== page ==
Sefo was clearly well-prepared for the height challenge — on several occasions he smartly grabbed Choi’s leg to deliver a body blow. Choi did little to adjust his tactics in the third, appearing frustrated as he vainly tried to hammer the fists down on his pesky opponent. Sefo was quick enough to avoid Choi’s blows and smart enough to plant one or two of his own while retreating. A fine performance by Sefo for the well-deserved unanimous decision.

In his second tournament reserve it was Paul Slowinski of Australia and Melvin Manhoef of Holland.

This one started with Slowinski firing in hard low kicks that stung Manhoef; and ended with Manhoef firing in hard punches that destroyed Slowinski. A terrific show of skill and strength by the explosive Manhoef, who battled past Slowinski’s range to score two downs in 32 seconds — the first coming courtesy a hard right hook, the second with an equally hard hook delivered from the left. It was all over at 2:36.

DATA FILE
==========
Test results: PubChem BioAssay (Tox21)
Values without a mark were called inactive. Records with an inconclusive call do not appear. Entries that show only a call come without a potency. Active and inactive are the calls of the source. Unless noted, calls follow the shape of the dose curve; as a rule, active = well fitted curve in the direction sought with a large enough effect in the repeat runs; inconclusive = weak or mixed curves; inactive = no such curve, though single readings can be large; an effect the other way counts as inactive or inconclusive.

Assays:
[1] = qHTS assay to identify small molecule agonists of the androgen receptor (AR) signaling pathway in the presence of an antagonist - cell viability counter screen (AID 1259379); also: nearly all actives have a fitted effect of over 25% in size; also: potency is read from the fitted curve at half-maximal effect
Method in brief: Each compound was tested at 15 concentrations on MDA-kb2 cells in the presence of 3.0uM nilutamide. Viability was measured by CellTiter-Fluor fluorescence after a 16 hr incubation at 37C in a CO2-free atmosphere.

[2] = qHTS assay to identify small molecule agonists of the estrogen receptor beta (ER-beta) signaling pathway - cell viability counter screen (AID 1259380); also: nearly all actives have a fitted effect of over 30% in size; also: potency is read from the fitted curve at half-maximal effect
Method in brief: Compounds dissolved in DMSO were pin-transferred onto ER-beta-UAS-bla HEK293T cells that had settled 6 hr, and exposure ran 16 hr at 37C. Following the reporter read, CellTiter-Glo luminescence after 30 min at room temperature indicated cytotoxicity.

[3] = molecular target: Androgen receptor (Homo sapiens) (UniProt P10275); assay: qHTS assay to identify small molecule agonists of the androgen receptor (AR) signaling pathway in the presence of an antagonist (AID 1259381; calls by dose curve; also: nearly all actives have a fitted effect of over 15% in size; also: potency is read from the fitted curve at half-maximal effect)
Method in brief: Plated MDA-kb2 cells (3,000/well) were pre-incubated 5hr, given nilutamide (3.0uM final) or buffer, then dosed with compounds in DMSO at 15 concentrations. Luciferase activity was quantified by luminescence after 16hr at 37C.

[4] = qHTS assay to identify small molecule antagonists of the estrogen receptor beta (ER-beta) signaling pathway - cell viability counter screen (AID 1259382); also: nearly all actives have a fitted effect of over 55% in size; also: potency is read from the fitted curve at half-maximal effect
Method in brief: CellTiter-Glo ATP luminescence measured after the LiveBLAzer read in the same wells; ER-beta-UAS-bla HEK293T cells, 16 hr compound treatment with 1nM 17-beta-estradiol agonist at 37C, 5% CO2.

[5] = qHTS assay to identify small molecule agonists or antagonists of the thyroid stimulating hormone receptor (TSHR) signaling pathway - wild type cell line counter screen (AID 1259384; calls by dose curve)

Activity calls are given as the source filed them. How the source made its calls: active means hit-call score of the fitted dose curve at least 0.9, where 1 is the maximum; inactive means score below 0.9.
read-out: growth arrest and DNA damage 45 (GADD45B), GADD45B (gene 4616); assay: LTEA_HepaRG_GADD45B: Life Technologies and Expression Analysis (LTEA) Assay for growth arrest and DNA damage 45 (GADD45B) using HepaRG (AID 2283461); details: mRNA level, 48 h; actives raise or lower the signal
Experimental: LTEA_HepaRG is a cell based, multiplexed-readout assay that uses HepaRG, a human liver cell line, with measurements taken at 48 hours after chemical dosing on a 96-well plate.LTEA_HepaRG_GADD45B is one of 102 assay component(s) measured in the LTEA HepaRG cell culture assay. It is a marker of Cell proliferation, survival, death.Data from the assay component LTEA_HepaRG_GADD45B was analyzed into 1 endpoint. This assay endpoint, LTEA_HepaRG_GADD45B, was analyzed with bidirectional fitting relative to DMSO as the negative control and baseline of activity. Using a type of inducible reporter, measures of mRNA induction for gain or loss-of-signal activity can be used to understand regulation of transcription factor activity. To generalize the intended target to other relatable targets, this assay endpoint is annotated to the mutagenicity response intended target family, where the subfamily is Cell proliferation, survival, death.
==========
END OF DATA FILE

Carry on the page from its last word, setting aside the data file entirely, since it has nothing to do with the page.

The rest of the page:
In undercard action involving Japanese fighters, Mitsugu Noda KO’d Tsutomi Takahagi; and Taisei Ko took a 3-0 decision over Takeru Taisei

The K-1 World Grand Prix 2008 Final attracted a sellout crowd of 17,823 to the Yokohama Arena and was broadcast live on five continents — in Japan on Fuji TV; in Korea on CJMedia; across Europe and in Africa on Eurosport; in the USA on HDNet; in Australia on Main Event; and in New Zealand on SKY Network. For rebroadcast scheduling information, contact local providers.

Joining regular K-1 English-language commentator Michael Schiavello ringside was popular Bahamian-American mixed martial arts fighter Kimbo Slice.

Visit the K-1 Official Website ( for official results and exclusive fighters’ post-event interviews.